by Dr. Alice Brock-Utne
The new COVID19 vaccines are our “moon landing.” In less than a year, humankind has developed a vaccine that could end a global pandemic. Sometime between December 8-10, the vaccine advisory committee, made up of non-FDA experts and citizens, will advise the FDA on whether it should approve the first vaccine to come to market.
2020 has finally brought something great. Can we can temper our cynicism, avoid disinformation, and steer clear of the conspiracy theorists? If so, we might be able to globally cheer this accomplishment. Maybe it will even give us reason to celebrate the end of the COVID pandemic, in person, in groups, not drive by, and not just on Zoom.
The old adage “trust but verify” best describes what our scientists and vaccine advisory boards will be doing in coming weeks.
But, let’s pause for a moment. While relief is in order, we have a few steps between here and there. First we need peer review. I’m excited by the Pfizer and Moderna news release that the vaccines are effective at least 90 percent of the time and I’m thrilled to see them reporting low rates of side effects, but the data needs independent eyeballs. Peer review and review by the vaccine advisory committee ensures the public interest is protected. We must ALWAYS know our vaccines provide more benefit then risk. Good science must be questioned. When peer review occurs the methods, results, and conclusions are questioned, challenged, discussed, and considered by experts. It is a process and a standard that ensures scientific conclusions are sound.
We can’t let our pandemic fatigue get in the way of our better judgement: We need to keep wearing our masks, see each other in well ventilated and outdoor spaces, and socially distance.
When the vaccine advisory committee meets, they’ll consider the public interest in the context of the data presented. The old Reagan-era adage “trust but verify” best describes what our scientists and vaccine advisory boards will be doing in coming weeks. Second, we need patience. Unlike the moon landing, we won’t all gather around the TV for a momentous moment. It will take much of 2021 to get the vaccine into enough people to change the course of this disease. While we keep our patience, we can’t let our pandemic fatigue get in the way of our better judgment. We need to keep wearing our masks, see each other in well ventilated and outdoor spaces, and socially distance.
The need for review and patience aside, this IS the moon landing of our generation. Science has led to an accomplishment that was unimaginable when the pandemic flu hit in 1918/1919! Does the speed of 2020 make you doubt whether the vaccine is safe? There are some who will happily replace your doubt with disinformation and suggest you trust them to guide your decisions. Anti-vaccine advocates have shocking power and too large a voice in our public health conversations. And between the healthcare disruptions brought on by COVID19, the proliferation of disinformation on social media, and the fears driving people into the open arms of anti-vaxxers, we are dangerously close to seeing measles and even polio outbreaks.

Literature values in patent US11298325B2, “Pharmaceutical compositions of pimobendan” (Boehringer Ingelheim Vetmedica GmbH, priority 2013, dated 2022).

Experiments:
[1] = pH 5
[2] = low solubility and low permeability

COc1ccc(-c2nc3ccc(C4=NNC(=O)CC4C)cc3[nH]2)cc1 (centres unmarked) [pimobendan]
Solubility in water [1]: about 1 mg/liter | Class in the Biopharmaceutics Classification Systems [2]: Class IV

Even if the vaccines are only partially as effective as the news releases suggest, we’ll turn the corner on this pandemic.
In 2020, we’ve all become accustomed to feeling like the ground is constantly shifting beneath our feet. Conspiracy theorists feed on that. While false, their narratives offer reason for the chaos and explanations for the unexplainable. Over my pediatrics career, I’ve watched the ebb and flow of deception. Those responsible for it careen from one idea to another to explain why we shouldn’t give shots to our children. Even before the unedited and unbalanced microphones of Twitter, Facebook, and Google, conspiracy theories were alive and well, bundling facts together and then attaching cause. The global Anti-Vax movement was kicked off by Englishman, Dr. Andrew Wakefield, who capitalized on the fears and sadness of families with autistic children. He first accused MMR of causing autism. Then, the argument switched to the preservatives in the vaccines. Then, when the preservative was changed, the new preservative became the target. Finally, he and his colleagues claimed the problem was the number of vaccines given simultaneously - but then it wasn’t causing autism at all, they said. Instead vaccines were causing asthma and then autoimmune disease. The truth just can’t keep up. It’s tempting to think we can explain away all of our chaos, fears, and sadness. Conspiracies give explanations that may bring comfort to some. But conspiracy theories are disinformation campaigns. And like all disinformation, in the information age, they are one of the most dangerous villains we face.
Like landing on the moon, this is a huge step for humankind.
Even if the vaccines are only partially as effective as the news releases suggest, we’ll turn the corner on this pandemic. Our businesses could be open again, our communities could thrive again, and we could put the global trauma of the COVID pandemic behind us. If the vaccines are as effective as the news releases suggest, we might be able to send COVID19 packing once and for all. Going forward, this technology may be a tool we use to stop the next pandemic before it starts, or to stop diseases that cause terrible harm all over the world. Like landing on the moon, the COVID-19 vaccine is a huge step for humankind. Just imagine what comes next.
Alice Brock-Utne, MD is a pediatrician and mother of three with a streak of geek for science.